A Massachusetts school principal has cancelled his school’s Honors Night in the belief that it would cause students who are not receiving an award to feel self-conscious and disappointed in themselves. According to Principal David Fabrizio, Honors Night could be “devastating” to the students who worked hard, but did not earn good enough grades to receive an award.
Following widespread national media attention, outrage continues to grow surrounding the controversial suspension of a 16-year-old Florida student who reportedly helped disarm a gunman on a school bus, potentially saving at least one life. School officials dispute those reports. Now, however, a national youth-rights organization has officially become involved in the case to advocate on behalf of the suspended teen and have his permanent record cleared. Members of the local community have also rallied to the cause.
As the Obama administration continues its effort to bribe or bludgeon state governments into accepting the widely criticized “Common Core” national education curriculum standards, opposition is growing — especially among homeschooling families and private institutions worried about the loss of educational liberty, parental rights, and local authority. While the controversial school standardization scheme does not directly apply to home educators or private schools yet, experts and advocates say the effects are already starting to be felt. This may be just the beginning, too, which is why activists are gearing up for a fight to defeat the agenda.
More federal regulations focused on school foods and drinks are expected to cost taxpayers millions of dollars. According to the American Action Forum, the regulations, which include caps on serving sizes and calories, will cost schools approximately $127 million and require more than 900,000 hours of paperwork.
A Florida teenager was suspended from his high school last week along with two others after forcibly disarming a fellow student who allegedly pointed a loaded gun and threatened to shoot another pupil on a school bus, according to news reports. One of the suspended students, who has not been publicly identified due to safety concerns, said he had “no doubt” that the gunman he helped disarm was planning to kill the intended target.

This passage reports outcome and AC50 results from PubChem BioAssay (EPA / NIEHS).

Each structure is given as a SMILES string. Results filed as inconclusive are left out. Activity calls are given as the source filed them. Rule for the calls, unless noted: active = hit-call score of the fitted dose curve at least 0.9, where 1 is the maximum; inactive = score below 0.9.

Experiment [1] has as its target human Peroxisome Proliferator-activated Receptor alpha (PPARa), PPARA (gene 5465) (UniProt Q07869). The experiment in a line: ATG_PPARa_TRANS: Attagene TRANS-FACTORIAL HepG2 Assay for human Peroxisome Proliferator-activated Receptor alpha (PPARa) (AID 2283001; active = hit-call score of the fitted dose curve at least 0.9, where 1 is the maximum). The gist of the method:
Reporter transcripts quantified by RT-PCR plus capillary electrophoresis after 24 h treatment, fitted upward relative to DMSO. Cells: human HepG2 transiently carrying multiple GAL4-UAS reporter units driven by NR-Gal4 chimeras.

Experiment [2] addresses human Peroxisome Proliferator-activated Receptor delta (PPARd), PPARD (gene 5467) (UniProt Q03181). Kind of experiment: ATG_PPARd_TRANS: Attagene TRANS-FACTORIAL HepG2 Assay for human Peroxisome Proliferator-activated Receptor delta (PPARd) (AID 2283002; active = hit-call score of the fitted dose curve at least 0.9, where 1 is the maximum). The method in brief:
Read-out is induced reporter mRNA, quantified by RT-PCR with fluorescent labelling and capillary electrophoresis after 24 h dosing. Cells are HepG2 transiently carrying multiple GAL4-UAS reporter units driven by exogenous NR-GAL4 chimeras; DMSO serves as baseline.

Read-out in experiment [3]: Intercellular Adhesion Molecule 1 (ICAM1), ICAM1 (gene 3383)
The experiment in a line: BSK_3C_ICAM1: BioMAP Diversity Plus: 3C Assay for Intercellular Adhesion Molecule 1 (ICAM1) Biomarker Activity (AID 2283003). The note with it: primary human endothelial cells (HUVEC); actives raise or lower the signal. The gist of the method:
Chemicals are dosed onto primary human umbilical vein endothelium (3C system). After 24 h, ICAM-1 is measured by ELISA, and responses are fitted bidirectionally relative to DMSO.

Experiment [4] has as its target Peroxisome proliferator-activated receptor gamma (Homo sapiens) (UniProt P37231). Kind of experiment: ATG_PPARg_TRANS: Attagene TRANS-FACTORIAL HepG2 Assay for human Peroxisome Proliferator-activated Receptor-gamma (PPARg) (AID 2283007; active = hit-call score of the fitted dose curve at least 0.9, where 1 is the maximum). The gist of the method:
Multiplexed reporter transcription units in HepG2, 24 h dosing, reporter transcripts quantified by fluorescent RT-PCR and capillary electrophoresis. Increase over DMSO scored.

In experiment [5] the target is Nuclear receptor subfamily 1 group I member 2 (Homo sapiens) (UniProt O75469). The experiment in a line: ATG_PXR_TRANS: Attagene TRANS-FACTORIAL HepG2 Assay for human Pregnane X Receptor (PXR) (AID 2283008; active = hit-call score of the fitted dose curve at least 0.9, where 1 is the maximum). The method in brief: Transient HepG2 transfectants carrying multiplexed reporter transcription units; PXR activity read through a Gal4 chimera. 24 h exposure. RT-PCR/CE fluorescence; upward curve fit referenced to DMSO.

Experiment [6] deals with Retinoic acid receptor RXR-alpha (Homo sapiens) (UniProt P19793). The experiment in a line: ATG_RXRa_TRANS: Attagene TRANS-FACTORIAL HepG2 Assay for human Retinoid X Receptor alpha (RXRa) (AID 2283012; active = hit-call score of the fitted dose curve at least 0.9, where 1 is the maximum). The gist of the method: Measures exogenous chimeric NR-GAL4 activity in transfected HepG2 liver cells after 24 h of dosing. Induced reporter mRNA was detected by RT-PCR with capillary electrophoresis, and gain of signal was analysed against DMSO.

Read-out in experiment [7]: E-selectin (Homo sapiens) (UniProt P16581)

The event, which occurred in Fort Meyers, has already triggered nationwide and even international press coverage. It has also sparked debate about statutes purporting to create so-called “gun-free zones” at schools, which critics say make schools into a “magnet” for mass shooters. There are currently two bills in Congress to repeal the controversial 1990 “Gun Free School Zones Act.”
Homeschooling advocates are up in arms after Obama’s Justice Department, led by disgraced Attorney General Eric Holder, claimed that a ban on home education was not a violation of fundamental human rights and that, as such, the ruthlessly persecuted Romeike family should be deported to Germany. Experts say deporting the innocent homeschoolers to face barbaric German authorities — infamous worldwide for lawlessly abducting homeschooled children and jailing home-educating parents — would be bad enough. Particularly troubling for Americans in general, however, is that the case could set a dangerous precedent for U.S. freedom, too.
A deeply controversial and secretive education curriculum system known as “CSCOPE,” used by more than two thirds of Texas schools, has come under heavy fire in recent weeks, with critics saying it promotes anti-Christian propaganda and so-called “progressive” values at odds with American traditions of liberty and self-government. Parents, teachers, experts, activists, and others were outraged. After lawmakers got involved, however, critics scored some partial victories against the program.
The Center for American Progress, a close ally of the Obama administration, has proposed federal funding for universal preschool and child care — a plan that might end up in Obama's State of the Union speech.
“Can’t kids be kids anymore?” asked Maryland attorney Robin Ficker.
In today’s hysterical anti-gun atmosphere, the answer, at least for public-school students, is apparently no. The day after a first-grade boy in Ficker’s state was suspended from school for using his fingers as a gun during recess, a kindergarten girl in Pennsylvania was sent home for 10 days merely for telling her friends that she would shoot them with a Hello Kitty soap-bubble gun — a toy that was not even in her possession at the time.
A six-year-old boy was suspended from school in Trappe, Maryland, for the grave offense of using his fingers as an imaginary gun in a game of cops and robbers — the second such suspension in the Old Line State this month.